As an aside, I do have to apologize. On a recent Talking Red, I complained that the Devils didn't get the puck enough to Clarkson on the power play. Clarkson finished second in 5-on-4 shots on net and third in total attempts in 5-on-4 play. Clearly, he got the puck. Clearly, I was wrong.

It's good to see that Kovalchuk, Zidlicky, Clarkson, Elias, Henrique, and Greene all finished in the upper half of the league in shooting attempts in 5-on-4 play. However, it's not that great of a stat to lead in given that the Devils weren't all that successful on power plays. A successful power play ends it early and so there aren't any other opportunities to attempt a shot. When there isn't a goal, then there's more time to shoot and the Devils had plenty of that. At least we have evidence of effort, and it shows that Kovalchuk led the way. But right there behind him were Zidlicky and Clarkson. That's further evidence of Zidlicky bringing something to the table.

Of course, attempts and actual shots are valuable in that an attempted shot means the puck was in the offensive zone, the player felt they had an opportunity to shoot it, and that possibility - if it's on net - could lead to a score. As we all know, the Devils struggled with the latter and Zidlicky was no different. He scored a whopping four goals all season; only one on the power play. Greene had fewer attempts in 5-on-5 and 5-on-4 situations and manged to score just as many, including one shorthanded goal. Peter Harrold was dead last among the Devils defensemen in shooting attempts in 5-on-5 play and he scored twice. The effort was there but not the results.

Still, for all of his warts, Zidlicky clearly was an offensive defenseman for the Devils and did what one would expect from one: move the puck forward and fire away if there's a shooting lane. He clearly brought something to the table in 2013 just with his shooting attempts. Compared to the other Devils skaters, it's something he excelled at. Only Andy Greene came the closest to attempting as many shots and short of Peter DeBoer and Scott Stevens demanding the other defenders (or other skaters, and maybe that's not a bad idea for some of them to be told this...) fire away at all times, I don't think it's easily replaceable. Shooting attempts aren't the be-all, end-all reason to sign anyone, but it's a reason why it's not so ridiculous to think he did some good work in 2013. It's likewise not so ridiculous for the Devils to want to keep Zidlicky in that sense - especially if he can keep it up. Though, I would recommend not giving him prime minutes again - but that's a topic better suited for after the defense is set.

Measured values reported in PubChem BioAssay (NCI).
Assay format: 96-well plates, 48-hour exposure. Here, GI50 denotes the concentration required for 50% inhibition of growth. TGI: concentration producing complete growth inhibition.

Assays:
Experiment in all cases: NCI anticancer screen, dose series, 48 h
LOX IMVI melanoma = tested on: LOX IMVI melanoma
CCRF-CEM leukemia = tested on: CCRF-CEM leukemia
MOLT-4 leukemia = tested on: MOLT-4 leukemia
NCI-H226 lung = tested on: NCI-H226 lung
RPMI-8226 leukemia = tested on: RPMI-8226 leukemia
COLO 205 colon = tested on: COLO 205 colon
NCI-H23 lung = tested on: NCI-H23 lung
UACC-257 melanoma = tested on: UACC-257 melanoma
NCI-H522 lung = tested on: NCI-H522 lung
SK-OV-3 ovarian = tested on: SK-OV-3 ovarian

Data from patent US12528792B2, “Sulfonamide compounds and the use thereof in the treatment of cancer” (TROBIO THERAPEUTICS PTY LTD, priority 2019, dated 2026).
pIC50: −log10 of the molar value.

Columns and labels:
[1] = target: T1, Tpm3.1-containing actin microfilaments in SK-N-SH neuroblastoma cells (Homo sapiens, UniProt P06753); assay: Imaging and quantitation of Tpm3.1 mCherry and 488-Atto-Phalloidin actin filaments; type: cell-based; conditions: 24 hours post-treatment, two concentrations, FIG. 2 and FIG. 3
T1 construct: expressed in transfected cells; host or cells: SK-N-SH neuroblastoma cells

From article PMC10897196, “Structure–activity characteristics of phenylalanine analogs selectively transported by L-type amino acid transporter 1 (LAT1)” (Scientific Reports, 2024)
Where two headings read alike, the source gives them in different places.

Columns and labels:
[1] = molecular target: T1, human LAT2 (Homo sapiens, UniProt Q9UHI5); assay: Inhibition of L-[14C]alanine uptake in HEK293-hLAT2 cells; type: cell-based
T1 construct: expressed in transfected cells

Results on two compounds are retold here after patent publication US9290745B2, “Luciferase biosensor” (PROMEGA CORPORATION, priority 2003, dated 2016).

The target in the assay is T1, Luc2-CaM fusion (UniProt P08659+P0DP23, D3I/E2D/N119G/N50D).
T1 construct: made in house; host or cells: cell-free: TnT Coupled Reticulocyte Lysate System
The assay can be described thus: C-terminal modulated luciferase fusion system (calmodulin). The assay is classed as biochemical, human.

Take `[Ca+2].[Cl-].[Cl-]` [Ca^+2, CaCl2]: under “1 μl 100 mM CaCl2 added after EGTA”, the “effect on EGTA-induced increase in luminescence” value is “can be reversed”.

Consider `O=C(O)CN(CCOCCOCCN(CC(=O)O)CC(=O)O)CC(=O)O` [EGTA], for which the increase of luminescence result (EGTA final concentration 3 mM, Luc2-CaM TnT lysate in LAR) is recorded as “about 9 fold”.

Reducing the ridiculousness, it must be pointed out that this year's class of UFA defensemen is pretty weak on paper. Here's the list at CapGeek. Only two impending UFA defensemen put more points than Zidlicky: Mark Streit, who didn't get a lot of love from the comments in the post that inspired this one, and Sergei Gonchar. And that's not accurate as Gonchar is no longer a UFA. He just got $10 million over two years earlier this week. Only two impending UFA defensemen scored more goals than Zidlicky: Streit and Joe Corvo with six. Zidlicky can certainly command some serious coin (Thanks a lot, Jim Nill), but it would be in the short term. Were he to go elsewhere, it would be asking a lot of a young defender from Albany or whichever unimpressive defender on the market to replace all that offense. Then again, the Devils have went several seasons without a clear offensive defenseman so it's not impossible to imagine.

In any case, what do you make of all of this? Would you agree that Marek Zidlicky brought something positive to the table in 2013? Were you surprised to see how highly he ranked among all Devils skaters in shooting attempts? What else did you see among the charts that stuck out to you? Would you agree that he is the team's lone offensive defenseman? Would you agree that his relatively large amount of shots and attempts is a reason for the Devils to keep him? If not, why not? Could anyone replace Zidlicky if it came to that? Please leave your answers and other thoughts about Zidlicky or the Devils shooting the puck in the comments. Thanks to Dr. Witticism for the inspiration and thank you for reading.